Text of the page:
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Premier on Caledonia: 'We bring a different approach' to standoffs

Karen Howlett
Globe & Mail
Posted on 07/06/06

[SISIS note: The following mainstream news article is provided for reference only, as an example of how mainstream media treats indigenous resistance to genocide. Mainstream media often presents biased and distorted information, lacking pertinent facts and/or context. Inclusion of this article on our site should not be considered an endorsement by SISIS.]

Ontario Premier Dalton McGuinty dredged up the Ipperwash tragedy of a decade ago in dismissing an opposition motion seeking a public inquiry into his government's handling of the long-simmering land dispute in Caledonia.

In Question Period yesterday, Mr. McGuinty said the Progressive Conservatives would prefer to see his Liberal government direct the police in a standoff between native and non-native protesters on the disputed tract of land in Southwestern Ontario.

"We bring a different approach," Mr. McGuinty said. "It's based on our recent understanding of some painful lessons in the history of this province."

Conservative MPP Bob Runciman described the allegation as "totally offensive" and shot back during Question Period that the government was "missing in action" on the Caledonia protest.

In an interview, Progressive Conservative Leader John Tory accused the Premier of prejudging the outcome of an inquiry into the events at Ipperwash Provincial Park 11 years ago, when a police sniper killed aboriginal protester Dudley George. The inquiry is examining what role the governing Tories at the time played in the OPP decision to march on the unarmed native protesters occupying the campground.

"I think that is prejudging the [Ipperwash] report, and I think it's disrespectful of the role of the commissioner he appointed to look into it and beneath his office," Mr. Tory said.

The heated exchange between the Liberals and Tories began yesterday morning when Mr. McGuinty accused the opposition of "mischief-making" for seeking a public inquiry into the Caledonia land dispute. He also told reporters the Tories have not "drawn the lesson they should have drawn" from the Ipperwash events.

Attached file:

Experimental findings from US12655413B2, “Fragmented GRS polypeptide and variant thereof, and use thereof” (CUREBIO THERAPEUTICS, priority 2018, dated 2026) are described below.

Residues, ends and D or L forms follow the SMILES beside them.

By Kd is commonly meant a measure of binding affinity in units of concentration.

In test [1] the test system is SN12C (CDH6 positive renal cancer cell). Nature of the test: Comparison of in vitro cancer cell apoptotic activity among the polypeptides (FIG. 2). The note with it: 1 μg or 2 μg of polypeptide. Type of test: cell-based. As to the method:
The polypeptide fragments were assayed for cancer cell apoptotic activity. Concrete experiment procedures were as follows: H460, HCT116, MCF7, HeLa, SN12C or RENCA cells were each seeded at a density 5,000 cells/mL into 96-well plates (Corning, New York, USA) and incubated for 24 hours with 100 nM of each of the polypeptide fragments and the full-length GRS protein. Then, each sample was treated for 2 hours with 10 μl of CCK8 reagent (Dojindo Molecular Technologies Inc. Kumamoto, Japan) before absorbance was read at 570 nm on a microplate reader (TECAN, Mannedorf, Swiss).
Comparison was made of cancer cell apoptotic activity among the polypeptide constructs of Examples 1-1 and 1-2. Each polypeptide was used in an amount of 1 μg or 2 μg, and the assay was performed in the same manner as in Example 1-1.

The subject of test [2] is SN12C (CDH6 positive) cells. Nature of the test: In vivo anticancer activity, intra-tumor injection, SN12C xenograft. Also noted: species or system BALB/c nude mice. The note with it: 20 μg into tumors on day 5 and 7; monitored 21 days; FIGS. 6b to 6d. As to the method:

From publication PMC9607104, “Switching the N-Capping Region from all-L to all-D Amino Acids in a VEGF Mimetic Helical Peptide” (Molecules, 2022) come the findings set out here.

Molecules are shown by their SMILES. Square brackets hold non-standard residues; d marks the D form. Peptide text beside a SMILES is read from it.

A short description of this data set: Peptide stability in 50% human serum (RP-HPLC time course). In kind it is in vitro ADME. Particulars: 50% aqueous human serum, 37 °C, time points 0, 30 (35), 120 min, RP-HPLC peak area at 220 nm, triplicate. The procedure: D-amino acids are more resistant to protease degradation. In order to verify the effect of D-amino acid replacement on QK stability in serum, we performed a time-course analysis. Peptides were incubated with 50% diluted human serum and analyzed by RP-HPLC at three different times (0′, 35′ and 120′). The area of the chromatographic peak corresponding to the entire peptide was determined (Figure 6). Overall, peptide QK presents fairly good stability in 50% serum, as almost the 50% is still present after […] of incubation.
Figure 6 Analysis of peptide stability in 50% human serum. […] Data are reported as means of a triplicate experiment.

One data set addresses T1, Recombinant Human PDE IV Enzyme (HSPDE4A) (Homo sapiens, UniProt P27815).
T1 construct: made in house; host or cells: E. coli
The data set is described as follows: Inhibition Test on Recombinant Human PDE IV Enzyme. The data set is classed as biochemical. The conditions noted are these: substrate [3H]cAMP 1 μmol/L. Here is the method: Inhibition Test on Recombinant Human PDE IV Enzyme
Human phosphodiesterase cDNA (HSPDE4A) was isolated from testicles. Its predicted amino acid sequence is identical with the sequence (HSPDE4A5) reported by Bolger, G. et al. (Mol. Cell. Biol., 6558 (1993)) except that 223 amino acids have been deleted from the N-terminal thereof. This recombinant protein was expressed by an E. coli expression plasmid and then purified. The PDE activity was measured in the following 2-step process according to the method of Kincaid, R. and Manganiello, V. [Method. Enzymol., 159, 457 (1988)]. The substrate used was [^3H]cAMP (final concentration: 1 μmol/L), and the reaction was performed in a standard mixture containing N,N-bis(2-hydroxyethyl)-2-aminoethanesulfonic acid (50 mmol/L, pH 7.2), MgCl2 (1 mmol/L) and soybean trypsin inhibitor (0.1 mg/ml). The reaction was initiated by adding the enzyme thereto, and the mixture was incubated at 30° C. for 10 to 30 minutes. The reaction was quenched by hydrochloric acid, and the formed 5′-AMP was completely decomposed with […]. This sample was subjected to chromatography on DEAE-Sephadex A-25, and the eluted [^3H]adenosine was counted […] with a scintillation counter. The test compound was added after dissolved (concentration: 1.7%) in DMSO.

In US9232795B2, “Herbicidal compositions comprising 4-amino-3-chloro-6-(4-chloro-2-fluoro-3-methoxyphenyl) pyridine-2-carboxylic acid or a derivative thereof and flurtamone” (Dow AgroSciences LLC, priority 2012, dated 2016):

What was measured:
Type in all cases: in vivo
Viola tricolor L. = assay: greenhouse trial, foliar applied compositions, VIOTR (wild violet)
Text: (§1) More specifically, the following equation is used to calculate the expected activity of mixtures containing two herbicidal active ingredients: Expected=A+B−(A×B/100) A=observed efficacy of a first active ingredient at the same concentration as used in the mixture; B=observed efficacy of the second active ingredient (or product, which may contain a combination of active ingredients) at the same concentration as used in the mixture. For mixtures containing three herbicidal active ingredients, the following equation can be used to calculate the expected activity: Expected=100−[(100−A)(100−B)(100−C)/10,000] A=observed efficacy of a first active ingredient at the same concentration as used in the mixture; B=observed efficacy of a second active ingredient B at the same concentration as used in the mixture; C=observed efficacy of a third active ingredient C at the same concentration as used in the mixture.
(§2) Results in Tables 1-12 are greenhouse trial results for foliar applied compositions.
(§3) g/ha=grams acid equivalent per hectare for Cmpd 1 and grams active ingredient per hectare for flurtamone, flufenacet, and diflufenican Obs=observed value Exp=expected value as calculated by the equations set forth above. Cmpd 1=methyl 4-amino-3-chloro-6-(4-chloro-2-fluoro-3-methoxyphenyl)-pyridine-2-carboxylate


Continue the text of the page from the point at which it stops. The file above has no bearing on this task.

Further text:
The governing Liberals were left with egg on their faces this week when they failed to defeat the Tories' motion calling for an inquiry into Caledonia, even though they have a majority.

The motion was endorsed in the legislature on Monday afternoon in a voice vote, in which MPPs call out "yay" or "nay."

Liberal Party Whip Dave Levac told reporters yesterday that not enough Liberals stood up quickly enough to force a recorded vote. The customary five-minute bell for a recorded vote would have given more Liberals time to rush to the legislature to defeat the motion.

Only six or seven Liberals were in the legislature at the time, and twice as many Tories.

"Members of your government somehow couldn't decide if they were in favour or if they were opposed," said New Democratic Party Leader Howard Hampton, who also pushed the Premier to call an inquiry.

Mr. McGuinty dismissed Mr. Hampton's comments as a "diatribe."

Mr. Tory said he wants an inquiry to examine how the government allowed the Caledonia situation to escalate into a full-blown standoff. The issue became a priority for the McGuinty government in April after the Ontario Provincial Police raided a construction site in Caledonia, south of Hamilton, that native protesters had occupied since Feb. 28.

The Six Nations community has made it clear that the primary party they want to deal with is the federal government.

Mr. McGuinty said he discussed the protest with Prime Minister Stephen Harper during an hour-long meeting last Saturday in Ottawa.

He said they talked about the need for patience and perseverance in the Caledonia matter. "We are of one mind in that regard," he said.

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